I’ve covered a number of topics since I started this series, Psyched for the Weekend, at the end of 2018. I first started writing these articles after I finished the PQ series, a different weekend feature of just under 200 posts in which I publicly answered all of the chapter end reflection questions in a book on polyamory authored by someone else.
The PQ Series was not a popular feature, to put it mildly. While most readers admired my commitment to actually finishing what I started, I received regular feedback that while some installments were pretty good, they were considered as a whole to be my worst blog posts.
So when I finally finished that project 196 posts later, I decided to try some different on the weekends (which is when I eventually moved the PQ series, since the weekends are the lowest traffic time for the blog).
“Write about psychology,” one friend suggested. Because I read up on it and talk about it all the time as a matter of course. And research really does inform the way I view the world.
So I decided I’d do that, that I’d write some articles about psych research on the weekends. And I was out on a walk one day when I decided to call it Psyched for the Weekend. And off I went.
After the first few articles came out, I was shocked to find that Psyched for the Weekend was much more popular than the PQ Series had been. In spite of the series not being explicitly about polyamory or even not always about relationships, y’all liked it. Learned a lot. Found it interesting. So I’ve kept it up.
Anyway, I’ve been very ad hoc about its structure. Been just kind of winging it. Taking an article/concept at a time. No grand plan here. I write about things that occur to me, usually through one of these methods:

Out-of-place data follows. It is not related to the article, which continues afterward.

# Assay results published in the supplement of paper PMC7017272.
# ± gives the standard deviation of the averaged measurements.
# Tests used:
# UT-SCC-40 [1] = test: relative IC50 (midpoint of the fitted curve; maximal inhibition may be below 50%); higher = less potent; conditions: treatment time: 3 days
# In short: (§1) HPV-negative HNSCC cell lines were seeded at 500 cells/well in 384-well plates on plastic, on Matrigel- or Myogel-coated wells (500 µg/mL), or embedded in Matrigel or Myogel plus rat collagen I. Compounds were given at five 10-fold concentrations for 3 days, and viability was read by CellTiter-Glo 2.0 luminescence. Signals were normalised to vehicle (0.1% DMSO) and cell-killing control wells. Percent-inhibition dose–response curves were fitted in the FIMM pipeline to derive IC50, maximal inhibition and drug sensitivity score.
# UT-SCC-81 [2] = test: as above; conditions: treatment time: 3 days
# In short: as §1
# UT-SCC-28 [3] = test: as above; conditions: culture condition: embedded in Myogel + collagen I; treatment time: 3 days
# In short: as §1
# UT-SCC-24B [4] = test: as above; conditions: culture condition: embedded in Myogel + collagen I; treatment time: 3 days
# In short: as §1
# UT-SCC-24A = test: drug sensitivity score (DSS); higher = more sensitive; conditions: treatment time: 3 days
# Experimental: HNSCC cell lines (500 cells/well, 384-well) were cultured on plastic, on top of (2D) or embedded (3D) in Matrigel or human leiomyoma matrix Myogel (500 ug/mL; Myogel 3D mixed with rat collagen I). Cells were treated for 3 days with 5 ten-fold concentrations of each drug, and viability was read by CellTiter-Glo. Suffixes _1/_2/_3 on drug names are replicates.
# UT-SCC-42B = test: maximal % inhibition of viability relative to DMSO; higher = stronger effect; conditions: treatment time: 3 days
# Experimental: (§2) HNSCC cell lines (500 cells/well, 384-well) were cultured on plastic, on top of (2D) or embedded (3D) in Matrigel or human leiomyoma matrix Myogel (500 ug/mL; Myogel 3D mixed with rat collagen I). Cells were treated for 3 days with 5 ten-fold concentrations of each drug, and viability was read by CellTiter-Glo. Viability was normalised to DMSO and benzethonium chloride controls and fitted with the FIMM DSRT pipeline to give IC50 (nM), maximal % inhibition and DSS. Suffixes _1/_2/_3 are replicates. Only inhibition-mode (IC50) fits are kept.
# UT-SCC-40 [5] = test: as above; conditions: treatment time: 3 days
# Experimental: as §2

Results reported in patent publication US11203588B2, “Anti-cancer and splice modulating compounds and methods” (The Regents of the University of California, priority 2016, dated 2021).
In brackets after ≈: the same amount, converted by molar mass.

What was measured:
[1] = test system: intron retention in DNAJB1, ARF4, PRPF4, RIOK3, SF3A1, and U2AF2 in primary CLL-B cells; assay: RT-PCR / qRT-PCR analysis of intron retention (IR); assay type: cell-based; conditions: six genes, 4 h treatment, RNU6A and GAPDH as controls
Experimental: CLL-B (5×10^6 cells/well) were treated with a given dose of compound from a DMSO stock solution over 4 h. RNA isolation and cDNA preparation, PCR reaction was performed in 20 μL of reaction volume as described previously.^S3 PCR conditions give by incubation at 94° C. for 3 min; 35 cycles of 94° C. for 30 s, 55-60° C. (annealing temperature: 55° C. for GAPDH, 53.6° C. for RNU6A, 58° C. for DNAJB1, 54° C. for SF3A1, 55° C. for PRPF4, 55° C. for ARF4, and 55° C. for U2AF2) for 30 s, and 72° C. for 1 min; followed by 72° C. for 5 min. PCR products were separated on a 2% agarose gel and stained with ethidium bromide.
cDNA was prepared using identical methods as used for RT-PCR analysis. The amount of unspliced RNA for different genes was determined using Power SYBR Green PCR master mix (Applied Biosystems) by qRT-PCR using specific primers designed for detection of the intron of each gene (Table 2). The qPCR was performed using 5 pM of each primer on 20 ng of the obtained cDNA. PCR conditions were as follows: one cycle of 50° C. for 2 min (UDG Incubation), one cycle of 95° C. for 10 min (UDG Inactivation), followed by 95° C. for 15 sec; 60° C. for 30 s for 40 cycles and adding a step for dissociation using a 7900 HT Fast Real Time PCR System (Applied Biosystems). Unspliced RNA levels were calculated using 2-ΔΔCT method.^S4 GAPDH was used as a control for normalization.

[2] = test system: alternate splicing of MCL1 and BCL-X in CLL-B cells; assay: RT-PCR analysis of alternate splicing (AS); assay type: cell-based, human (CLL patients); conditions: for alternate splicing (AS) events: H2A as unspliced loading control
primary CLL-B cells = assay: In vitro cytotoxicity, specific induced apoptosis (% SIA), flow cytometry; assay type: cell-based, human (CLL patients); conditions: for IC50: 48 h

- I stumble onto a research study that’s new to me.
- I’m talking to someone about a research concept or study I’ve been familiar with for a while and realize I should cover it for Psyched.
- Someone else suggests that I cover something for Psyched. I’ve been sent articles/suggestions from friends and readers. (Thank you so much by the way.)
- I realize that somehow shockingly I haven’t written about a concept/study yet because I’m writing something else and go to link the Psyched article to give more depth into a concept I’m mentioning in passing and realize…. there isn’t one.
Today’s concept falls into the fourth category, the “how have I not written about this yet?” category. Because the truth of the matter is that self-serving bias is pretty prevalent in human psychology and wreaks havoc on interpersonal interaction.
I’ve written many articles that deal indirectly with it. I’ve also covered a related concept called the fundamental attribution error (our tendency to explain the actions of other people by their internal characteristics and assume things about their personality based on it, rather than by anything externally or situationally that could be happening to them). But so close but not cigar.
What Is Self-Serving Bias?
So what is self-serving bias anyway? Well, the quickest, dirtiest definition I can give you is this: Self-serving bias is the tendency for us to blame others when bad things happen and take credit when good things happen. It’s incredibly common. And causes all sorts of problems.
It’s that self-serving double standard that you’ve likely seen in people around you.
Unfortunately, if you’re in the throes of self-serving bias, you’re very unlikely to see that you are. Since you are basically drowning in that self-serving double standard. Lovely.
So if it causes so many interpersonal problems, then why do we do it? Well, for starters, it preserves our self-esteem. Essentially, it makes it so we can feel good about ourselves even if we’re just as janky as the people who frustrate us.
Like any other bias, not everyone suffers from it to the same extent. There’s been some interesting research into who tends to have more self-serving bias — I plan on covering some of those studies in the future for this series.
But yeah. Self-serving bias definitely exists. Weirdly, researchers have seen it in the brain. I’m serious. Interestingly enough, a study from 2003 actually found evidence of self-serving bias on fMRI in the dorsal striatum.
This post is part of an ongoing Poly Land feature called Psyched for the Weekend, in which I geek out with brief takes about some of my favorite psychological studies and concepts. For the entire series, please see this link.